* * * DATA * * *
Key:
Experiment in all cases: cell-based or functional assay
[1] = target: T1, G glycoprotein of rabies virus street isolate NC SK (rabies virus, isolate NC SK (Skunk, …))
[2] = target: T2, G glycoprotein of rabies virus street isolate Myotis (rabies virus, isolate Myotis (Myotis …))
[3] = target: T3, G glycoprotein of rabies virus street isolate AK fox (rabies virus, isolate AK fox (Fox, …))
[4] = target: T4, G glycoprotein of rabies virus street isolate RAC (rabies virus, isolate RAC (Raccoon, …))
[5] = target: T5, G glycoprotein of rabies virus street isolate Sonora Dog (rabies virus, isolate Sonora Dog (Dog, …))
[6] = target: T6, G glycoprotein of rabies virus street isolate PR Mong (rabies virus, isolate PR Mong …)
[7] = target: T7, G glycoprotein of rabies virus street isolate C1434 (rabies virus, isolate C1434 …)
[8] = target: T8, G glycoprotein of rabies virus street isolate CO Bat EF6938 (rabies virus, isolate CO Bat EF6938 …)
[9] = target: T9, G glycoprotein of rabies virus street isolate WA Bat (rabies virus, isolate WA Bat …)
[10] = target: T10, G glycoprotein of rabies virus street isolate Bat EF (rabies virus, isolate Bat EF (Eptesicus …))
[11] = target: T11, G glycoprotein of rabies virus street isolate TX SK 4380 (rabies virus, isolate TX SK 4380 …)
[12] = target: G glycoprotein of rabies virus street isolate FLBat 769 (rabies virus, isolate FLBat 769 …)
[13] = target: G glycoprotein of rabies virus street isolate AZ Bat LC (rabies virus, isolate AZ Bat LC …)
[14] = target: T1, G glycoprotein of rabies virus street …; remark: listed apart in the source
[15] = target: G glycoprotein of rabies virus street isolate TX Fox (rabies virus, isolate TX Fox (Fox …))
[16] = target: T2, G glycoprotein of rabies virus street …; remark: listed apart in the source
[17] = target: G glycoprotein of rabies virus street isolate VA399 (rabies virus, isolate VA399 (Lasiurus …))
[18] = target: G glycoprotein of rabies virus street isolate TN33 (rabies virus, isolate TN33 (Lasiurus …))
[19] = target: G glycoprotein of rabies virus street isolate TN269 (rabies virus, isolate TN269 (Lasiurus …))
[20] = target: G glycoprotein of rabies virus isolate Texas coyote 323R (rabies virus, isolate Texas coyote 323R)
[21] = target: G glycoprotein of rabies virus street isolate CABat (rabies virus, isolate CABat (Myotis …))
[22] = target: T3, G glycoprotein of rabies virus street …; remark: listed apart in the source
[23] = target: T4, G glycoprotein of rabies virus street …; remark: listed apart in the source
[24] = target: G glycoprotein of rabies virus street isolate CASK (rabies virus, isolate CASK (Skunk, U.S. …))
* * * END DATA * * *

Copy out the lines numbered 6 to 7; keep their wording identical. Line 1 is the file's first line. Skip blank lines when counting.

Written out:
[4] = target: T4, G glycoprotein of rabies virus street isolate RAC (rabies virus, isolate RAC (Raccoon, …))
[5] = target: T5, G glycoprotein of rabies virus street isolate Sonora Dog (rabies virus, isolate Sonora Dog (Dog, …))